Acquired immunodeficiency syndrome (AIDS) in humans and monkeys is caused by the human immunodeficiency virus (HIV) and simian immunodeficiency virus (SIV), respectively. Both viruses express a protein called gp120, which binds to immune cells expressing another protein, called CD4, on their surface. Binding of gp120 to CD4 causes the virus to infect cells. The structure of gp120 bound to CD4 has been known since 1998; however, the unbound form - which is important for the design of therapeutics and vaccines - has eluded researchers for decades.
In the 24 Feb 2005 issue of Nature (Vol. 433, No. 7028, pp. 834-841), Stephen Harrison and his colleagues, in a technical tour de force, describe the structure of the unbound form of gp120 derived from SIV. It turns out that the structure of the protein differs dramatically in the unbound form compared with the CD4-bound form.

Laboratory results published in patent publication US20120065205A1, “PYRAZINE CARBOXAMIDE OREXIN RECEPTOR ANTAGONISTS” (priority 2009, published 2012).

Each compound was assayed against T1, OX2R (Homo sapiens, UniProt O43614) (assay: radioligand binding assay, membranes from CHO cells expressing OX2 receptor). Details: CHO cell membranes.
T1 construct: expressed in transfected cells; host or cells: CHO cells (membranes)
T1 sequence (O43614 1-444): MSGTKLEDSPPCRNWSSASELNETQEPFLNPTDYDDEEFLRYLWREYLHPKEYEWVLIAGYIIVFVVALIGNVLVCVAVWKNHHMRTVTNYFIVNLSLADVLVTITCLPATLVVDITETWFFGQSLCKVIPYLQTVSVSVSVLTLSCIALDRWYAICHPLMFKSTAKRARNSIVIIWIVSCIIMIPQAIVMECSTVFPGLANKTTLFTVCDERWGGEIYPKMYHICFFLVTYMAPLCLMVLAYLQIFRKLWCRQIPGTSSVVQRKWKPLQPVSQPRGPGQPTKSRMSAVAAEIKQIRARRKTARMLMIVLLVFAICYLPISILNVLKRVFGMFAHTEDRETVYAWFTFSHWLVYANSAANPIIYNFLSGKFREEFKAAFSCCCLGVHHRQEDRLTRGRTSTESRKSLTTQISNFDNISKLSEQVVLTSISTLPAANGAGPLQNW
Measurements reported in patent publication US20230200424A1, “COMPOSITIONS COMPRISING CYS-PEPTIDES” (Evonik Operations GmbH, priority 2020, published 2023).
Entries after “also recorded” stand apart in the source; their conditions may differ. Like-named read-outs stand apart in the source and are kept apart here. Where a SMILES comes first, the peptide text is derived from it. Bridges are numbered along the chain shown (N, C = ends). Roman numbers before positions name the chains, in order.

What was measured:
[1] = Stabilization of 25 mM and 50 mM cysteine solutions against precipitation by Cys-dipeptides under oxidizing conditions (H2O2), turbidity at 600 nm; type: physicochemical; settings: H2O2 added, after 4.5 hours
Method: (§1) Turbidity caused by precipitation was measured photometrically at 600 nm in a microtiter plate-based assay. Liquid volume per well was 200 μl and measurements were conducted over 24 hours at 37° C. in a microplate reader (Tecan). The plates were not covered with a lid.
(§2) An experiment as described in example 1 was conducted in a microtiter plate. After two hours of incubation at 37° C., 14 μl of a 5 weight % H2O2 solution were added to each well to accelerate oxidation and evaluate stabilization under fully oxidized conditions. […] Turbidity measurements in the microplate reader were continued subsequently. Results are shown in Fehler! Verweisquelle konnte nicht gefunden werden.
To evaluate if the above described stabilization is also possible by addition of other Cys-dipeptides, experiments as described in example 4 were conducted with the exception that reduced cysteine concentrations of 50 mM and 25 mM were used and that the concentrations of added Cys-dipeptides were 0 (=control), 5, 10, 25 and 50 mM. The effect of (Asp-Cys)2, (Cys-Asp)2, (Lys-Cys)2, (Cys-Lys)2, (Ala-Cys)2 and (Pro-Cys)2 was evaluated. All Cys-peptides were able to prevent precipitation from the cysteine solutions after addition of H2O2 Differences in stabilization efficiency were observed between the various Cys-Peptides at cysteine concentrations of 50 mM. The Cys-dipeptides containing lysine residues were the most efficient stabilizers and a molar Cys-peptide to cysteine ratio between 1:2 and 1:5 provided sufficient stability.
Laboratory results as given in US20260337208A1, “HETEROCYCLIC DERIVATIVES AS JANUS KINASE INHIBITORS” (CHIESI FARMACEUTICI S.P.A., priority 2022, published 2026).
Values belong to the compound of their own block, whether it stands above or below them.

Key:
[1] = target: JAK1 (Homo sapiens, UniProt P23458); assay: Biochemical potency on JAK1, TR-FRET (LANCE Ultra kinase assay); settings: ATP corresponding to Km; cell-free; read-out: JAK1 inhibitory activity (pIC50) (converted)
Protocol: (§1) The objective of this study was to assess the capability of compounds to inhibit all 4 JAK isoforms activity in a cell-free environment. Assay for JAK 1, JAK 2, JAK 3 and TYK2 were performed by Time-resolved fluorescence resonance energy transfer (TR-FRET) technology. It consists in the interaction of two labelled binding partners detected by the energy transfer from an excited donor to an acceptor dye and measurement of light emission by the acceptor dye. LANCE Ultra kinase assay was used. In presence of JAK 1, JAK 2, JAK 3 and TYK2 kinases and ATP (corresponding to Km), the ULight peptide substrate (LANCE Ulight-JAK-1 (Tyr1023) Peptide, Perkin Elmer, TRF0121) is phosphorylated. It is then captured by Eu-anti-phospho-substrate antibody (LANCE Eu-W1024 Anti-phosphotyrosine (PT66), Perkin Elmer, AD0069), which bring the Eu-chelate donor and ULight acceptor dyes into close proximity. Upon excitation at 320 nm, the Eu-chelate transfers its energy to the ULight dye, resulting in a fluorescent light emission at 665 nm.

In an accompanying News and Views article, Peter Kwong says that the "tantalizing new details" revealed by Harrison's group helps to explain how the HIV virus remains able to simultaneously infect host cells and evade immune surveillance, adding hope to new strategies for vaccine development.
Stephen Harrison (Children's Hospital and HHMI, Harvard Medical School, Boston, MA, USA)
Tel: +1 617 432 5607
Peter Kwong (Vaccine Research Center, NIAID/NIH, Bethesda, MD, USA)
Tel: +1 301 594 8685
(C) Nature press release.
Message posted by: Trevor M. D'Souza
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